The news: Smaller US banks are striking deals to join multi-bank blockchains to speed up funds transfers, per American Banker, which notes that the trend marks a renewed push after a previous effort faltered five years ago.
Blockchain is a decentralized digital ledger that records information for transactions. It can be used for financial purposes such as payments or retaining crypto-exchange data.
More on this: Previous interest in inter-bank blockchains made a big splash: Multiple US players entered development talks with companies like Ripple and R3. But the drive sputtered.
- There was no stable digital asset that could take the role of a digital dollar to help facilitate payments.
- Letting banks have an equal say in a jointly owned blockchain was viewed as “too hard” by some players.
- Some banks were hesitant to let competitors see their data for transactions and customers.
In contrast, several factors had a role in reviving interest, American Banker added:
- Pressure on smaller US banking players to adopt new technologies to compete with bigger players.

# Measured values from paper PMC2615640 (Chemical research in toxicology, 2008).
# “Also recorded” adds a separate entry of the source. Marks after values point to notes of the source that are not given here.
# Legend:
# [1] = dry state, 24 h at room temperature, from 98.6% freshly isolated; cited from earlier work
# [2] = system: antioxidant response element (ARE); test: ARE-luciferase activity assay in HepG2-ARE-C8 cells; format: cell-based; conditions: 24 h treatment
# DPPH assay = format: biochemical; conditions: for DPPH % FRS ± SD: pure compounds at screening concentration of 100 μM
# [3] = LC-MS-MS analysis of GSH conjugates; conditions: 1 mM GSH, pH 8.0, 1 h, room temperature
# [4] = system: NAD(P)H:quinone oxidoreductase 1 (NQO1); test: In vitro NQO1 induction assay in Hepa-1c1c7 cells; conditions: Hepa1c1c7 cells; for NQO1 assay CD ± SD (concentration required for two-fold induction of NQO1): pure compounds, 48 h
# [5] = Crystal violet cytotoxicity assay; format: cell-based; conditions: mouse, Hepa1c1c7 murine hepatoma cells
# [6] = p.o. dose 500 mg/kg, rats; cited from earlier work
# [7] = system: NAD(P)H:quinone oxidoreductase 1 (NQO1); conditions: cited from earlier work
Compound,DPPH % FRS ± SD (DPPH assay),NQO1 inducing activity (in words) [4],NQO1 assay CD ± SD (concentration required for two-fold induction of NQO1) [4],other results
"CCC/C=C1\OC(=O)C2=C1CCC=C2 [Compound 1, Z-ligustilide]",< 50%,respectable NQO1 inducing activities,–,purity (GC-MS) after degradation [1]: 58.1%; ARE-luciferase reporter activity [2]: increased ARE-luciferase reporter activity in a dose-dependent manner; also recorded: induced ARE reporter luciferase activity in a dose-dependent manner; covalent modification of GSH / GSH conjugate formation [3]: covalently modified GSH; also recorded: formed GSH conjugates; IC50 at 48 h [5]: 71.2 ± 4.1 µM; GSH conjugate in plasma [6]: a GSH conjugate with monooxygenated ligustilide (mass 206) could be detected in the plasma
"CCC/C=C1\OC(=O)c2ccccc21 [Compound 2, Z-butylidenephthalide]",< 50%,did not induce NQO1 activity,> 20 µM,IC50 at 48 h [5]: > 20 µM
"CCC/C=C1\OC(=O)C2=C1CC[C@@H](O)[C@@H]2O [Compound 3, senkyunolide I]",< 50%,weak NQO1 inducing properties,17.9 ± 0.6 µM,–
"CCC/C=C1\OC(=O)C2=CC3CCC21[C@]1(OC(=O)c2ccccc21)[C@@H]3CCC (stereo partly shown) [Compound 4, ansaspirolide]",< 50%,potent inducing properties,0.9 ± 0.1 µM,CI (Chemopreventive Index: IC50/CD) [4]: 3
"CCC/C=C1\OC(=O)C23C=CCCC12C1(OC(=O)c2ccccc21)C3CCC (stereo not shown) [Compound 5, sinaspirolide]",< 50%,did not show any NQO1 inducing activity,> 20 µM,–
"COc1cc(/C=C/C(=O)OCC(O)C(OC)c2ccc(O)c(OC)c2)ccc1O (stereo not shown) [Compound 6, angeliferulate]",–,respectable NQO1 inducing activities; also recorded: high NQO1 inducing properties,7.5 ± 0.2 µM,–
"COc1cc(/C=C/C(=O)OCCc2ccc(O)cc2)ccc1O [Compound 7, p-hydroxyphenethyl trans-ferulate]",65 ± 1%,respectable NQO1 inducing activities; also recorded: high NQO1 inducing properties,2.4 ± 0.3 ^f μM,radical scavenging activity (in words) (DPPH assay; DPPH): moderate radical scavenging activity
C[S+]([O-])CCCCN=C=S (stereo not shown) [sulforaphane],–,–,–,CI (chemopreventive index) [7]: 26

- Greater acceptance of blockchain-like technologies.
- The rise of stablecoins to underpin payments, which let transaction parties bypass currency conversions.
Recent examples announced, per the publication, include:
Western Alliance Bank and Customers Bank joining US blockchain-technology provider Tassat’s payments network, Tassat Pay. The new network will be owned by banks and includes a ledger with ERC 20 smart contracts that function as stablecoins.
New York Community Bank agreed to join Figure Technologies’ Provenance blockchain.
In Tassat’s case, banks run private blockchains that are available for their business customers, and connect with each other to provide real-time payments.
Tassat Chief Information Officer Kevin Lupowitz told American Banker that banks can move funds to common accounts, with tokens issued and placed into blockchain wallets. The tokens are distributed to other members of the system, and senders get instant confirmation of funds being moved, Lupowitz said.
Western Alliance Chief Financial Officer Dale Gibbons said the switch will let customers make payments 24 hours a day, without relying on banks or the SWIFT system being open.
The opportunity: The speed and nonstop accessibility of blockchain-based payments opens up a lot of possibilities for the retail side of banks that can help bolster their customer experience and improve user acquisition and engagement.
If multi-bank blockchain systems become widely adopted by business customers, the technology could be replicated on the consumer side. This could make available instant transactions that span:
- Bill payments.
- Moving funds between accounts.
- Sending money to friends and relatives.
- Receiving direct deposit from employers.